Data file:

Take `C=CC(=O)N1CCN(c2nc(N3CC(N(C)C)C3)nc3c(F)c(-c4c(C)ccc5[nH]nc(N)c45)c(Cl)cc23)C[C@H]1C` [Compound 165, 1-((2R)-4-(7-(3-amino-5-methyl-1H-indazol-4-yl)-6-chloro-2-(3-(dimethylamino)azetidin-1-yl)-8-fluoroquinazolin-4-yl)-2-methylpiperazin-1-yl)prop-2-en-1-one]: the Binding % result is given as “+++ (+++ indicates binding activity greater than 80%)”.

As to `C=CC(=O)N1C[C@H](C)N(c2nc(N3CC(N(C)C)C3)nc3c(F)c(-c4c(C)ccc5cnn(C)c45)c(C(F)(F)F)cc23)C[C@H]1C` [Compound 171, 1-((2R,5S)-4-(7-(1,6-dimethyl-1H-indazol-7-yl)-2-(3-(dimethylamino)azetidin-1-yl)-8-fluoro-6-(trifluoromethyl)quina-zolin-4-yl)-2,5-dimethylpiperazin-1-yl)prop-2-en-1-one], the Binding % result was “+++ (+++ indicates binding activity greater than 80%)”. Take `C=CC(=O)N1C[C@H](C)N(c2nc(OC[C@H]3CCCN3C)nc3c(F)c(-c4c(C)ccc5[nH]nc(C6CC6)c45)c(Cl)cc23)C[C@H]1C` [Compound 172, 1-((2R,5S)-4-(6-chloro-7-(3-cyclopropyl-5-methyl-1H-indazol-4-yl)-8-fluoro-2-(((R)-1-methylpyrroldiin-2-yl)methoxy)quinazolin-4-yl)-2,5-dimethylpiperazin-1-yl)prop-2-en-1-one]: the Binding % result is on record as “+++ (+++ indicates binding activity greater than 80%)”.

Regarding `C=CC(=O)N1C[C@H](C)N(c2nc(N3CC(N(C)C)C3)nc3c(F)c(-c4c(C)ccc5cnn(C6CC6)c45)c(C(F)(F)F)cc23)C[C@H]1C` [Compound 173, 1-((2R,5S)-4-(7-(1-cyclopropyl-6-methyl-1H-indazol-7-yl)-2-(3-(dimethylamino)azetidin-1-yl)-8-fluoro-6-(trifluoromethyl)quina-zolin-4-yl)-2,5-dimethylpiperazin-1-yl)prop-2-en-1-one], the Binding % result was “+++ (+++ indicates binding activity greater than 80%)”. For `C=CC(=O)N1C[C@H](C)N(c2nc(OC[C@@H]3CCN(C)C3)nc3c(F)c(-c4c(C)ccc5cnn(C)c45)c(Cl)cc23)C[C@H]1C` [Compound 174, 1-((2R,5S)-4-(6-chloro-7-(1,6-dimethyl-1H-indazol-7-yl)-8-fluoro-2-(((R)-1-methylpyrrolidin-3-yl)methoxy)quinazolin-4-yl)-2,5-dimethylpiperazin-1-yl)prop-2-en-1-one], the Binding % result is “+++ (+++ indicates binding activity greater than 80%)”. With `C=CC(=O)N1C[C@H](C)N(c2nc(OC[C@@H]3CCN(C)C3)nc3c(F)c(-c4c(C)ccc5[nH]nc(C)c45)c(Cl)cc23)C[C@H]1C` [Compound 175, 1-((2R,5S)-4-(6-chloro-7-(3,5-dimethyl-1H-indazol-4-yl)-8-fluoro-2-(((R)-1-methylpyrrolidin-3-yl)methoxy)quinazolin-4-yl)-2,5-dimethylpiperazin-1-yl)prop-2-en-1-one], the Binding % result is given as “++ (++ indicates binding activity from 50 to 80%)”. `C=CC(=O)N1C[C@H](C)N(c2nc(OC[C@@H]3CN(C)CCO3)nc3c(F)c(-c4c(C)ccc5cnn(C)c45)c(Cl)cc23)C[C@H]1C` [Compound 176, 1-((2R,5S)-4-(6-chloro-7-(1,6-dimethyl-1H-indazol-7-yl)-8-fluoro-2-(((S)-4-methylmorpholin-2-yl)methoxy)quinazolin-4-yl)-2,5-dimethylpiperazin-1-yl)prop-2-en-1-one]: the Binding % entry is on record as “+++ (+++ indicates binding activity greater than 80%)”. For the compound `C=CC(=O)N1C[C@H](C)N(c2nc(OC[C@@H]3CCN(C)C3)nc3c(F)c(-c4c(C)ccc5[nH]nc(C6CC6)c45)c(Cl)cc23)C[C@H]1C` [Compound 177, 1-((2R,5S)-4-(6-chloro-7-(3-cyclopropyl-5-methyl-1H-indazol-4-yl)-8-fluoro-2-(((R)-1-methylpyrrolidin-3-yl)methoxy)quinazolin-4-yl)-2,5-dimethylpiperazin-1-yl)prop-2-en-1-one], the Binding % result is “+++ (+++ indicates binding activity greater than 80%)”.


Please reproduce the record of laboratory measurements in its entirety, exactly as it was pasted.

Take `C=CC(=O)N1CCN(c2nc(N3CC(N(C)C)C3)nc3c(F)c(-c4c(C)ccc5[nH]nc(N)c45)c(Cl)cc23)C[C@H]1C` [Compound 165, 1-((2R)-4-(7-(3-amino-5-methyl-1H-indazol-4-yl)-6-chloro-2-(3-(dimethylamino)azetidin-1-yl)-8-fluoroquinazolin-4-yl)-2-methylpiperazin-1-yl)prop-2-en-1-one]: the Binding % result is given as “+++ (+++ indicates binding activity greater than 80%)”.

As to `C=CC(=O)N1C[C@H](C)N(c2nc(N3CC(N(C)C)C3)nc3c(F)c(-c4c(C)ccc5cnn(C)c45)c(C(F)(F)F)cc23)C[C@H]1C` [Compound 171, 1-((2R,5S)-4-(7-(1,6-dimethyl-1H-indazol-7-yl)-2-(3-(dimethylamino)azetidin-1-yl)-8-fluoro-6-(trifluoromethyl)quina-zolin-4-yl)-2,5-dimethylpiperazin-1-yl)prop-2-en-1-one], the Binding % result was “+++ (+++ indicates binding activity greater than 80%)”. Take `C=CC(=O)N1C[C@H](C)N(c2nc(OC[C@H]3CCCN3C)nc3c(F)c(-c4c(C)ccc5[nH]nc(C6CC6)c45)c(Cl)cc23)C[C@H]1C` [Compound 172, 1-((2R,5S)-4-(6-chloro-7-(3-cyclopropyl-5-methyl-1H-indazol-4-yl)-8-fluoro-2-(((R)-1-methylpyrroldiin-2-yl)methoxy)quinazolin-4-yl)-2,5-dimethylpiperazin-1-yl)prop-2-en-1-one]: the Binding % result is on record as “+++ (+++ indicates binding activity greater than 80%)”.

Regarding `C=CC(=O)N1C[C@H](C)N(c2nc(N3CC(N(C)C)C3)nc3c(F)c(-c4c(C)ccc5cnn(C6CC6)c45)c(C(F)(F)F)cc23)C[C@H]1C` [Compound 173, 1-((2R,5S)-4-(7-(1-cyclopropyl-6-methyl-1H-indazol-7-yl)-2-(3-(dimethylamino)azetidin-1-yl)-8-fluoro-6-(trifluoromethyl)quina-zolin-4-yl)-2,5-dimethylpiperazin-1-yl)prop-2-en-1-one], the Binding % result was “+++ (+++ indicates binding activity greater than 80%)”. For `C=CC(=O)N1C[C@H](C)N(c2nc(OC[C@@H]3CCN(C)C3)nc3c(F)c(-c4c(C)ccc5cnn(C)c45)c(Cl)cc23)C[C@H]1C` [Compound 174, 1-((2R,5S)-4-(6-chloro-7-(1,6-dimethyl-1H-indazol-7-yl)-8-fluoro-2-(((R)-1-methylpyrrolidin-3-yl)methoxy)quinazolin-4-yl)-2,5-dimethylpiperazin-1-yl)prop-2-en-1-one], the Binding % result is “+++ (+++ indicates binding activity greater than 80%)”. With `C=CC(=O)N1C[C@H](C)N(c2nc(OC[C@@H]3CCN(C)C3)nc3c(F)c(-c4c(C)ccc5[nH]nc(C)c45)c(Cl)cc23)C[C@H]1C` [Compound 175, 1-((2R,5S)-4-(6-chloro-7-(3,5-dimethyl-1H-indazol-4-yl)-8-fluoro-2-(((R)-1-methylpyrrolidin-3-yl)methoxy)quinazolin-4-yl)-2,5-dimethylpiperazin-1-yl)prop-2-en-1-one], the Binding % result is given as “++ (++ indicates binding activity from 50 to 80%)”. `C=CC(=O)N1C[C@H](C)N(c2nc(OC[C@@H]3CN(C)CCO3)nc3c(F)c(-c4c(C)ccc5cnn(C)c45)c(Cl)cc23)C[C@H]1C` [Compound 176, 1-((2R,5S)-4-(6-chloro-7-(1,6-dimethyl-1H-indazol-7-yl)-8-fluoro-2-(((S)-4-methylmorpholin-2-yl)methoxy)quinazolin-4-yl)-2,5-dimethylpiperazin-1-yl)prop-2-en-1-one]: the Binding % entry is on record as “+++ (+++ indicates binding activity greater than 80%)”. For the compound `C=CC(=O)N1C[C@H](C)N(c2nc(OC[C@@H]3CCN(C)C3)nc3c(F)c(-c4c(C)ccc5[nH]nc(C6CC6)c45)c(Cl)cc23)C[C@H]1C` [Compound 177, 1-((2R,5S)-4-(6-chloro-7-(3-cyclopropyl-5-methyl-1H-indazol-4-yl)-8-fluoro-2-(((R)-1-methylpyrrolidin-3-yl)methoxy)quinazolin-4-yl)-2,5-dimethylpiperazin-1-yl)prop-2-en-1-one], the Binding % result is “+++ (+++ indicates binding activity greater than 80%)”.